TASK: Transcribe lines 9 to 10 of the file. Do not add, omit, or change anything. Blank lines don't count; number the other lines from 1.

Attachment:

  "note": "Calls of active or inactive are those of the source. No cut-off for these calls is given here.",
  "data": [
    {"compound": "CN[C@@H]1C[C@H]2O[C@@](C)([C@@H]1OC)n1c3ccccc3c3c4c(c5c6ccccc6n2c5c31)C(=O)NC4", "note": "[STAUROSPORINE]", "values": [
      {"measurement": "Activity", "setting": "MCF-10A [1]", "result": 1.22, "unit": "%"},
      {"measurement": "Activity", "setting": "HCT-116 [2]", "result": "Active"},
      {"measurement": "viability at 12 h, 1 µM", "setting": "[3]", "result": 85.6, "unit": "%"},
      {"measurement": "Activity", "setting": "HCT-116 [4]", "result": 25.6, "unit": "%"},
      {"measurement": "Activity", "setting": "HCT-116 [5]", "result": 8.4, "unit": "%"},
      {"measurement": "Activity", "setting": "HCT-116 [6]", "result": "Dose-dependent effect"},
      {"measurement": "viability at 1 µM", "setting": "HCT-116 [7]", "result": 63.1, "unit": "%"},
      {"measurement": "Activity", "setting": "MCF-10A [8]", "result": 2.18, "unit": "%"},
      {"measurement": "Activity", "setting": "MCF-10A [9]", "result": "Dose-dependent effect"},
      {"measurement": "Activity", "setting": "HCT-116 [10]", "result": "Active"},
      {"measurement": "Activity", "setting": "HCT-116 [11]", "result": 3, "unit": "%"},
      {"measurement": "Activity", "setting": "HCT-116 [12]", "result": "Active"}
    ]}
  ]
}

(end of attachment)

      {"measurement": "Activity", "setting": "HCT-116 [6]", "result": "Dose-dependent effect"},
      {"measurement": "viability at 1 µM", "setting": "HCT-116 [7]", "result": 63.1, "unit": "%"},